There are several types of “nylon” polymers. The most widely utilized polyamides in commerce are type nylon 66 and nylon 6. Nylon-6.6 fiber is spun from polyhexamethylene adipamide, a polyamide made by condensation of hexamethylene diamine and adipic acid. Flow Chart of Nylon 66 Fiber Manufacturing Process is as follows:
Nylon 66 is frequently used when high mechanical strength, rigidity, good stability under heat, and/or chemical resistance are required. It is used in fibers for textiles and carpets and molded parts. It is also used as zip ties, conveyor belts, hoses, etc. Nylon 66 is also a popular guitar nut material. The manufacturing flow chart of Nylon 66 fiber is given below.
Flowchart of Nylon-6.6 Fiber Manufacturing
Hexamethylene diamine + Adipic acid
The production process of nylon 66 fiber:
Nylon 66 could synthesize by using a polycondensation reaction. The simplest polycondensation for making nylon 66 is the reaction of a diamine and a diacid:
Polycondensation reaction: In the production of nylon 66 polymer adipic acid and hexamethylenediamine are used. During polymerization, the diamine and the diacid each donate 6 carbons to the polymer chain. Therefore the polymer formed in this reaction is called nylon 66. As with other regular copolymers like polyesters and polyurethanes, the repeating unit consists of one of each monomer.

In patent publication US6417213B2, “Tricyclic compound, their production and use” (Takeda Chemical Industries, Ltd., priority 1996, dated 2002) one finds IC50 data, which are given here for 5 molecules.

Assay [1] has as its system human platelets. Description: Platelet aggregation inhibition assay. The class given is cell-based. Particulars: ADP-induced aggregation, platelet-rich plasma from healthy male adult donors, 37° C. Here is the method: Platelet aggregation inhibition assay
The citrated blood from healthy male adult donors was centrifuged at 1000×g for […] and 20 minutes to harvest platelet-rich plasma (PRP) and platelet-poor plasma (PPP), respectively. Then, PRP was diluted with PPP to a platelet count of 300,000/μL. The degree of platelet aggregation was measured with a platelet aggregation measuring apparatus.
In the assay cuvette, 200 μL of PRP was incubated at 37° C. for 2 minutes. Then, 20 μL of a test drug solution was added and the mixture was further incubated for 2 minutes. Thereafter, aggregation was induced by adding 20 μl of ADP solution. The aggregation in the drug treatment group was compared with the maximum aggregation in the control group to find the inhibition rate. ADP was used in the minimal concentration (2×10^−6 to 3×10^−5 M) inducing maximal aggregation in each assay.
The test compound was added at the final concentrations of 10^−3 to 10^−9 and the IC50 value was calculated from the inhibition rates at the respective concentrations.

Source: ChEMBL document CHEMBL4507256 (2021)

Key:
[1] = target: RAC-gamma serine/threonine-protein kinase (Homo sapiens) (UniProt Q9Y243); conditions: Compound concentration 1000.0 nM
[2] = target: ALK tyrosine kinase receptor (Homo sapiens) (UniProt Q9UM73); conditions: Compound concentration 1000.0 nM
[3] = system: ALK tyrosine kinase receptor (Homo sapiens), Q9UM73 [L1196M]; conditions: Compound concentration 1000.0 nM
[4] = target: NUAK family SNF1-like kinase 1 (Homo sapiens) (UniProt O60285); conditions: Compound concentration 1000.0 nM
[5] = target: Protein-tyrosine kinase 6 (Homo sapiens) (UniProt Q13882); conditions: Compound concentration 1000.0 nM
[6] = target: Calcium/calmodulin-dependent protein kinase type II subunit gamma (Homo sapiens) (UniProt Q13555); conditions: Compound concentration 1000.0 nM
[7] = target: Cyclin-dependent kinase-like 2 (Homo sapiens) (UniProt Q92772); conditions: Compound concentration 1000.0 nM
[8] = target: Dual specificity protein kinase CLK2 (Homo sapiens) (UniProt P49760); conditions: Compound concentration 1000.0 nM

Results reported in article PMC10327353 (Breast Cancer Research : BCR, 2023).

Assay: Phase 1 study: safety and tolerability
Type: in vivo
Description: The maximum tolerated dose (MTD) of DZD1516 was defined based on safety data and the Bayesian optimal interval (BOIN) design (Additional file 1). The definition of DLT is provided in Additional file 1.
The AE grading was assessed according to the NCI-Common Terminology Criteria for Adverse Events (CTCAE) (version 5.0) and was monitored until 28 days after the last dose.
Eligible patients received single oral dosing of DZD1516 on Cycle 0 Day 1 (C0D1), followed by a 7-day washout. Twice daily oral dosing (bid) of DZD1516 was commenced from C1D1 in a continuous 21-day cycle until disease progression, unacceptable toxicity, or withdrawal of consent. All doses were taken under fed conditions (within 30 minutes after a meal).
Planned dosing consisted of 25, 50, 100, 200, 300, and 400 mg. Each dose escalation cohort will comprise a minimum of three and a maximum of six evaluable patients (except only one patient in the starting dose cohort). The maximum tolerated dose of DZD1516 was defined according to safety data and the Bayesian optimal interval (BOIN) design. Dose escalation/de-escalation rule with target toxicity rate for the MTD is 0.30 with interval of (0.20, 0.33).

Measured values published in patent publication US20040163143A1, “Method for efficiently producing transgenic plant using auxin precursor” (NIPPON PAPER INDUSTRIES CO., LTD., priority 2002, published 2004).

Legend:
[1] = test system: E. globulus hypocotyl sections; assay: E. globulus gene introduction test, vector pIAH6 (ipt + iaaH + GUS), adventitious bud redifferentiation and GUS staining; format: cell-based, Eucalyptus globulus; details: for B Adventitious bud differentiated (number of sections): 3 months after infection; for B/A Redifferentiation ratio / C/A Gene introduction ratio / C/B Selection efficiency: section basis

Melt spinning: Two-step melt spinning, comprised of spinning and drawing, is considered to be the conventional method to manufacture nylon filaments. After melting, filtering, and deaerating, the molten polymer is extruded through a spinneret into a chamber where the melt solidifies into a filament form.
Drawing: When the molten polyester gets solid and gets converted into filament. It has little molecular orientation, and its slight birefringence is. The desired orientation of molecule and degree of crystallinity is improved by drawing the filaments.
Author of this Article Muhammad Ibrahim Khalilullah Department of Textile Engineering Daffodil International University Email: firstname.lastname@example.org